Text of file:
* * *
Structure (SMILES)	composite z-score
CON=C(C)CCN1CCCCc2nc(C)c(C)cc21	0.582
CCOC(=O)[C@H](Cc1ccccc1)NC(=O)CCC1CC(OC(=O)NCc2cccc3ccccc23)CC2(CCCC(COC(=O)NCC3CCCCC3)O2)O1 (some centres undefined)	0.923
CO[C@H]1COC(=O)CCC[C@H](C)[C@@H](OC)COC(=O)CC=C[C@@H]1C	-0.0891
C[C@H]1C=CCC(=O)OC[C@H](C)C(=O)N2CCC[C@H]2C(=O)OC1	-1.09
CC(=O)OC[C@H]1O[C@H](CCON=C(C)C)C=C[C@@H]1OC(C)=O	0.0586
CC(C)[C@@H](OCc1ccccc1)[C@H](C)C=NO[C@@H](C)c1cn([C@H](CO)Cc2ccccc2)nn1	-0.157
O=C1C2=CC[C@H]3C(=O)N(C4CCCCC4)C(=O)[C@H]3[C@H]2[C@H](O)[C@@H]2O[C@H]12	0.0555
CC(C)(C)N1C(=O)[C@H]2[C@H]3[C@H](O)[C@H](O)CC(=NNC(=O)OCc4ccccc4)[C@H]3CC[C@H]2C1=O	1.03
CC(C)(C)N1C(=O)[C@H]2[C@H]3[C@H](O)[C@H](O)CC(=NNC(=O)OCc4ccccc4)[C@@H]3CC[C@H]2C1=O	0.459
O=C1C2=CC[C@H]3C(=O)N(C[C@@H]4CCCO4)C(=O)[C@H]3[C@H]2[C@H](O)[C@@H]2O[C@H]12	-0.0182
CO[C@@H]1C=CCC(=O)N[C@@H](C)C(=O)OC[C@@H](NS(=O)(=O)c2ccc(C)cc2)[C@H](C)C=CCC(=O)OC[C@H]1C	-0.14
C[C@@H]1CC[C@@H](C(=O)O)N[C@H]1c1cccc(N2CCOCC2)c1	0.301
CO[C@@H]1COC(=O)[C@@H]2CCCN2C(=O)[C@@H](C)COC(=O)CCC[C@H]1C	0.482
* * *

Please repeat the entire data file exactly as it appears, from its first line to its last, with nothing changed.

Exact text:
Structure (SMILES)	composite z-score
CON=C(C)CCN1CCCCc2nc(C)c(C)cc21	0.582
CCOC(=O)[C@H](Cc1ccccc1)NC(=O)CCC1CC(OC(=O)NCc2cccc3ccccc23)CC2(CCCC(COC(=O)NCC3CCCCC3)O2)O1 (some centres undefined)	0.923
CO[C@H]1COC(=O)CCC[C@H](C)[C@@H](OC)COC(=O)CC=C[C@@H]1C	-0.0891
C[C@H]1C=CCC(=O)OC[C@H](C)C(=O)N2CCC[C@H]2C(=O)OC1	-1.09
CC(=O)OC[C@H]1O[C@H](CCON=C(C)C)C=C[C@@H]1OC(C)=O	0.0586
CC(C)[C@@H](OCc1ccccc1)[C@H](C)C=NO[C@@H](C)c1cn([C@H](CO)Cc2ccccc2)nn1	-0.157
O=C1C2=CC[C@H]3C(=O)N(C4CCCCC4)C(=O)[C@H]3[C@H]2[C@H](O)[C@@H]2O[C@H]12	0.0555
CC(C)(C)N1C(=O)[C@H]2[C@H]3[C@H](O)[C@H](O)CC(=NNC(=O)OCc4ccccc4)[C@H]3CC[C@H]2C1=O	1.03
CC(C)(C)N1C(=O)[C@H]2[C@H]3[C@H](O)[C@H](O)CC(=NNC(=O)OCc4ccccc4)[C@@H]3CC[C@H]2C1=O	0.459
O=C1C2=CC[C@H]3C(=O)N(C[C@@H]4CCCO4)C(=O)[C@H]3[C@H]2[C@H](O)[C@@H]2O[C@H]12	-0.0182
CO[C@@H]1C=CCC(=O)N[C@@H](C)C(=O)OC[C@@H](NS(=O)(=O)c2ccc(C)cc2)[C@H](C)C=CCC(=O)OC[C@H]1C	-0.14
C[C@@H]1CC[C@@H](C(=O)O)N[C@H]1c1cccc(N2CCOCC2)c1	0.301
CO[C@@H]1COC(=O)[C@@H]2CCCN2C(=O)[C@@H](C)COC(=O)CCC[C@H]1C	0.482